In London on 24th July, the first-ever Global Disability Summit, co-hosted by the UK and Kenya Governments and the International Disability Alliance took place. The Summit aims to bring attention to the rights of people with disability. Organisers and delegates hope to mobilise new global and national commitments on disability while showcasing good practice, innovation and evidence from across the world. The four main themes of the Summit were
- Dignity and respect for all
- Inclusive Education
- Economic Empowerment
- Harnessing Technology and Innovation
OK, so why am I drawing you attention to this? Let’s take a closer look.
Globally, people over the age of 60 account for at least 38 per cent of the population living with disability. In developing countries, this figure jumps to over 43 per cent. According to the World Health Organization and the World Bank, the prevalence of disability also increases significantly with age. Crucially, women are more affected than men in relation to disability as there is a much higher number of women living longer with disability than men. People with disability have been marginalised in society throughout history and being older with disability can make you almost invisible.
The summit’s goal is to create a charter for change that governments and organisations can sign up to. A copy of the 10 points for change and a list of the governments and organisation that have signed up to them can be found on the Summit’s Charter for Change page. You can also download the charter in a number of formats from that page.
So, who noticed in amongst all the fuss over a President having a game of golf at a hotel he owns in Scotland and a UK Prime Minister trying to pretend that she is not being stabbed in the back, that a new report was released from the UK Government’s “Women and Equalities Committee”.
Their new report published this week, called “Older People and Employment” found that the situation across the UK as “unacceptable”. Currently, more than one million people over 50 are unemployed and the Committee said that the Government needed to be clearer that prejudice, casual ageism and even unconscious bias against older people continue to be unlawful under the Equality Act 2010. They went on to criticise the continued lack of enforcement of laws to prevent ageism at work. Delia Henry, Age Scotland’s Director said in the Herald and repeated on Radio Scotland that…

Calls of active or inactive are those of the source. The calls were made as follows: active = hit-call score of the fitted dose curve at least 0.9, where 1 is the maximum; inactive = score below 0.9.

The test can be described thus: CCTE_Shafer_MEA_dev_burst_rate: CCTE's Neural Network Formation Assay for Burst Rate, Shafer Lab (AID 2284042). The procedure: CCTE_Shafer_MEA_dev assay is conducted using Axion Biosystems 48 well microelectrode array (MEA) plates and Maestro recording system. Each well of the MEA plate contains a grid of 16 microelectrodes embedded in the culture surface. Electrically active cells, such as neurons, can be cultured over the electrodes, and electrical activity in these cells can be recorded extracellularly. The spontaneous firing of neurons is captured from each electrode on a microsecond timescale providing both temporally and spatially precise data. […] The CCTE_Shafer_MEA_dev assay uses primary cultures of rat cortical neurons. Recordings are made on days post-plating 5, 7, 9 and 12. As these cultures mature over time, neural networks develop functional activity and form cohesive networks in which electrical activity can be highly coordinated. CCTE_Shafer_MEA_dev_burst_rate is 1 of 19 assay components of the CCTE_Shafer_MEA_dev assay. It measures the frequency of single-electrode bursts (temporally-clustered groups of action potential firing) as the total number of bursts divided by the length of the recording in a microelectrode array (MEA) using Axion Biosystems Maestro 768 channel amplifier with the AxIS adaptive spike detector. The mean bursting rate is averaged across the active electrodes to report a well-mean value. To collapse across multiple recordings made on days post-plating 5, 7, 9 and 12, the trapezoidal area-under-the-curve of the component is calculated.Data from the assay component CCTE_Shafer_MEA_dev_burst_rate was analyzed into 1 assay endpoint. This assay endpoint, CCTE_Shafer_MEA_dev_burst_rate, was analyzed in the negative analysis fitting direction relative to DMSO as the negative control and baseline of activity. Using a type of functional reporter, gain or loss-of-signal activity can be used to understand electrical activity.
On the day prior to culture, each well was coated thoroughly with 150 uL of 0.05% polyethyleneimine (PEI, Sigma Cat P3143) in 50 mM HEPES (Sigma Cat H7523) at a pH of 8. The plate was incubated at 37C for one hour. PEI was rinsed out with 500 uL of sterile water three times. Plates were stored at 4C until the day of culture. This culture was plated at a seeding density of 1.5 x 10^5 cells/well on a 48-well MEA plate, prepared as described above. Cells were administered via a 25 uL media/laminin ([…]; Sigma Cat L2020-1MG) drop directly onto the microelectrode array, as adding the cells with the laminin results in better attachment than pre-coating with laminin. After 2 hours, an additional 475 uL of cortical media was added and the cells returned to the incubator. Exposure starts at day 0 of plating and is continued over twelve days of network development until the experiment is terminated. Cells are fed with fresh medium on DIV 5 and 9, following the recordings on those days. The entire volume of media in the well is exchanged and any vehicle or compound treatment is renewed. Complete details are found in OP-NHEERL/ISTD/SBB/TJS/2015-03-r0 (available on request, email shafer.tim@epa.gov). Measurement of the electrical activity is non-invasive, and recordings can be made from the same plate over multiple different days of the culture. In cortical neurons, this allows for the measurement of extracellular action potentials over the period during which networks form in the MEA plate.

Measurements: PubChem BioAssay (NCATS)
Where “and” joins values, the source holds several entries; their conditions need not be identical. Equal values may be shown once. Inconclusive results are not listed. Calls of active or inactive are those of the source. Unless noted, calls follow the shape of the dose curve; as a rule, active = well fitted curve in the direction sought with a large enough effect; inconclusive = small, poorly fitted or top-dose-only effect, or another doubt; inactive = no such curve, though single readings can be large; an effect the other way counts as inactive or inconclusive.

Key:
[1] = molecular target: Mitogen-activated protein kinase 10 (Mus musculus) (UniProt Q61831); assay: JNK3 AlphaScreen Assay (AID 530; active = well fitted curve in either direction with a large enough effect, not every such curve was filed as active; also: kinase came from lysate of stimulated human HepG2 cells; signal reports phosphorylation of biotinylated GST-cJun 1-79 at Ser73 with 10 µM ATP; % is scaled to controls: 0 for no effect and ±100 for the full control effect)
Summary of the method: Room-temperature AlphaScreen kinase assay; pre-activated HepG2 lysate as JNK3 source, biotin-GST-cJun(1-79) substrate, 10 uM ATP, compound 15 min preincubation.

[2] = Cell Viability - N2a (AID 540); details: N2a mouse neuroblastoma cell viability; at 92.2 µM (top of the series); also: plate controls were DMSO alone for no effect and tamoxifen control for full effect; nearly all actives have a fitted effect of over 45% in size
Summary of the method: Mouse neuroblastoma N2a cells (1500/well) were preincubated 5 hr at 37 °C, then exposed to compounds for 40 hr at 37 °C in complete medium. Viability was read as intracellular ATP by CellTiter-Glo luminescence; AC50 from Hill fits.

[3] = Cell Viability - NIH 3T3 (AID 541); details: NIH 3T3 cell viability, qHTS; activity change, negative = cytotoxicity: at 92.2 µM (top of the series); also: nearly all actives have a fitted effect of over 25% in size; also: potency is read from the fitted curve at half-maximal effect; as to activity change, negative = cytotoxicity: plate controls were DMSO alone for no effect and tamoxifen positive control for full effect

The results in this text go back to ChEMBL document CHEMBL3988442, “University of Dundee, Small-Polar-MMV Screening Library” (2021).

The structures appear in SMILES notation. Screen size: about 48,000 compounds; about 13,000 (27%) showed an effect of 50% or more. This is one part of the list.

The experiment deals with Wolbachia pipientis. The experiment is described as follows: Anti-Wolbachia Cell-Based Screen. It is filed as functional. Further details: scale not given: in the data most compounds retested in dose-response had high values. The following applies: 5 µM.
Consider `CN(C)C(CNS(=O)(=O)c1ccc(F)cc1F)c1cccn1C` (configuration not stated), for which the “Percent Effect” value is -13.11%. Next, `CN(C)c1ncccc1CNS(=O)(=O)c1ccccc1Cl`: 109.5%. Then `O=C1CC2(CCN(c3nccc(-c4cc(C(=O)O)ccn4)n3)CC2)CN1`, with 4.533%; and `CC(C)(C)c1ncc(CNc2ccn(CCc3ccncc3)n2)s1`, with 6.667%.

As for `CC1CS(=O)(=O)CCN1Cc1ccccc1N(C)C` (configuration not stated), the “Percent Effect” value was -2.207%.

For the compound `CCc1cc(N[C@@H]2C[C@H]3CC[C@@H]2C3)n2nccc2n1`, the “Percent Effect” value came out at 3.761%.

“…this report is eye opening but sadly its conclusions are unsurprising. The overwhelming majority of businesses and employers in Scotland do not have an age strategy and as such will struggle to get the best out of the workforce. Older workers add tremendous value to the workplace but are too often faced with unfair bias and less opportunity as they get older. This must change.”
Well, I am not one to disagree with that.
Now a total change of topic. If you have never heard of Professor Richard Wiseman then this is a brief introduction. He is the Professor of the Public Understanding of Psychology at the University of Hertfordshire in the United Kingdom and is one of my heroes because he wrote the only self-help book for everyone that might be worth reading. It’s called “59 Seconds: Think a Little Change a Lot”
So this is his latest venture. He recently teamed up with the folks at Business Insider to make this short video containing science-based tips on how to be more productive and a better leader. Three minutes of simple genius!
Last month it was NG 97: Dementia, this month an equally important one NICE Guideline 100: Rheumatoid arthritis in adults: management
As with Dementia, the flowchart has also been updated making it easy to follow.
At the same time, they have also updated the Rheumatoid Arthritis Quality Standard (now Q33) which has 7 recommendations that it would be worth becoming aware of. Rheumatoid Arthritis affects over 400,000 people in the UK making it one of the most prevalent long-term conditions health professionals see. If you need to know more about rheumatoid arthritis its worth looking at the NHS Direct entry which you can see by Clicking Here